Ceiling fan wiring isn't much different from wiring a light fixture, and it becomes only slightly more complex when the fan comes with its own lights. The light kits and the ceiling fan motors are connected by a common neutral wire and ground wire, and each one has its own hot wire. Wire colors vary from manufacturer to manufacturer, so one of the best tips is for one to check the fan installation instructions before beginning. Another tip is to use the same size cable that is used in the live circuit. With or without a light kit, a ceiling fan installation involves only basic wiring.
When there is no light kit, the usual procedure for ceiling fan wiring is for the installer to run a single length of three-strand household electrical cable, such as is used for lights and electrical outlets, between the fan and the switch. The black wire is hot and connects to the switch. When there is a light kit, four-strand cable is used instead, and the two hot wires can be connected to separate switches. The common neutral and ground wires are connected back to the panel via the neutral and ground wires in the cable, respectively.
A slight complication arises in ceiling fan wiring when the light kit or the fan are controlled by a pull chain. There still will be two hot wires, but only one goes to a switch, and the other must remain hot. This is usually accomplished by pig-tailing two short lengths of wire to the hot circuit wire feeding the switch and connecting one of them to the switch. The hot wire from the fan component without the pull chain goes to the free terminal on the switch, and the other hot wire gets connected to the other length of wire in the pigtail.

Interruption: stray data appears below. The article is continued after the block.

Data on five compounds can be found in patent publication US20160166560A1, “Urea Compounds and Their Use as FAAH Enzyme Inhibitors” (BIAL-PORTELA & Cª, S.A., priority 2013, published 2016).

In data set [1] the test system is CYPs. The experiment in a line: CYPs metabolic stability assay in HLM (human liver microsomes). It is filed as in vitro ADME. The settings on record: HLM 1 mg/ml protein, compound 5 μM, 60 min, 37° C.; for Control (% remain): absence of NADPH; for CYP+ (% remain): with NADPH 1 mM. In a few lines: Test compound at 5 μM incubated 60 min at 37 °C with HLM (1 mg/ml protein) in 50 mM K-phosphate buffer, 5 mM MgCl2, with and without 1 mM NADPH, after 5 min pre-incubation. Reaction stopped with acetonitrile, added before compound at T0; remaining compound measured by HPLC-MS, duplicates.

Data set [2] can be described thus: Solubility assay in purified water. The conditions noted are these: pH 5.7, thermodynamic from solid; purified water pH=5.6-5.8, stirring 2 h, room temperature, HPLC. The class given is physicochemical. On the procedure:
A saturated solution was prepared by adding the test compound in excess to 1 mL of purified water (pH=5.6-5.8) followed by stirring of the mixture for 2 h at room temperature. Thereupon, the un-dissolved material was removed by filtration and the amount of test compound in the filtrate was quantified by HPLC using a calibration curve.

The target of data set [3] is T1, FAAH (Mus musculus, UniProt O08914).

A third possible configuration in ceiling fan wiring is to connect the light kit and fan to the same switch so that they go on and off at the same time. This is done by connecting both hot wires to the same switch terminal. When using four-strand cable, this means either twisting the two hot wires together and hooking them around the terminal screw or back-feeding one of them into the hole behind the terminal and hooking the other around the screw.
When doing ceiling fan wiring, it is recommended for one to use the same size cable as the one in the live circuit. This is a requirement of most electrical codes. Changing wire size in the middle of a circuit can overheat the smaller wire and start a fire.